Upstream Doctors

Upstream Doctors

Three friends are strolling in the woods by a broad, rushing river when they see a child being swept downstream in the water. Aghast, they rush to pull a flailing toddler from the surging current.

Then they see another child.

Then another.

And then another.

The water is full of children.

One friend races to scoop up kids right before the river surges into a steep drop ending in jagged rocks. The second friend grabs a long stick to give several children something to hold onto while he pulls them from the river. The third dives into the water and begins swimming upstream. When her friends ask her where she is going, she replies, “I’m going to find out who is throwing all these children into the water.”

This oft-used public health parable becomes the titular analogy in Dr. Rishi Manchanda’s book Upstream Doctors, and he deployed it when he spoke at MAHEC and Mission Hospital’s 2015 Spirit of Dr. Martin Luther King, Jr. Award Program on Thursday, January 22nd.

During his speech and his popular TED Talk (see link below), Manchanda cites the case of Veronica, a patient whose excruciating headaches repeatedly brought  her to the emergency room, threatened her ability to work, put stress on her family, and finally pulled her to the clinic in South Central Los Angeles where she met Manchanda and his team. After a medical assistant asked about her home, Dr. Manchanda noticed signs of her chronic allergies (see the allergic salute), and a community health worker helped Veronica eliminate the mold in her apartment that was making her sick, her symptoms decreased by 90% in two months. Veronica no longer went to the ER; she didn’t miss work, and she could care for her family whose health also improved.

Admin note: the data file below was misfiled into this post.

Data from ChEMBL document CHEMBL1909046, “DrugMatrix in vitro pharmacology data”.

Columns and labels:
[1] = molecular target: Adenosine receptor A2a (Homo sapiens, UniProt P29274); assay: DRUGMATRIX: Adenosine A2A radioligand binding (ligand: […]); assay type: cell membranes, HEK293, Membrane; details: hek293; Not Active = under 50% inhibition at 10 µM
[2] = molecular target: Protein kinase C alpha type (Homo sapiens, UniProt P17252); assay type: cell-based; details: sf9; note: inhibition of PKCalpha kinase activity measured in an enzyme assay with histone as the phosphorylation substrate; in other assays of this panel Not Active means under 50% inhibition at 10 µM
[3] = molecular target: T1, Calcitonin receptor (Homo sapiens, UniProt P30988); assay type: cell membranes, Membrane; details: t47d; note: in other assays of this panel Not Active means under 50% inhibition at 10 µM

And this wasn’t just a big deal for Veronica. It marked a larger shift as well. With Veronica’s case, the clinic established a system that made her wellness replicable, that meant other patients would find solutions, too.

Manchanda is one of a growing number of physicians and other public health experts emphasizing the importance of social determinants of health. They argue that doctors ought to address the origins of their patients’ problems, not just the illness their problems produce. We can prevent children from being flung into the water, and we can clean moldy buildings.

Social factors, instantiated in the mold invading Veronica’s home, account for over 60% of all premature deaths in the United States.

In Dr. Manchanda’s neighborhood, substandard housing and food insecurity shape his patients health. In Western NC where I live and work, among many other issues, we struggle with food insecurity and transportation.

Zip code, as it turns out, matters more than genetic code.

Upstream Doctors

Dr. Manchanda talks about his parents’ immigration to the US and the world’s “inescapable network of mutuality,” a phrase taken from Dr. Martin Luther King, Jr.

Manchanda hooks listeners with memorable stories and persuades us with hard data, but in this speech he went one step further and tied his cause to the drive for equality championed by Dr. King.

A quote printed on the program bulletin read:

“Of all the forms of inequality, injustice in healthcare is the most shocking and inhumane.”

Dr. Martin Luther King, Jr. – Second National Convention of the Medical Committee for Human Rights – Chicago, March 25, 1966

Manchanda contended, we can’t set health care right without addressing social determinants of health, but we also can’t do it without recognizing health care as a right.

Watch Dr. Rishi Manchanda’s TED Talk here.

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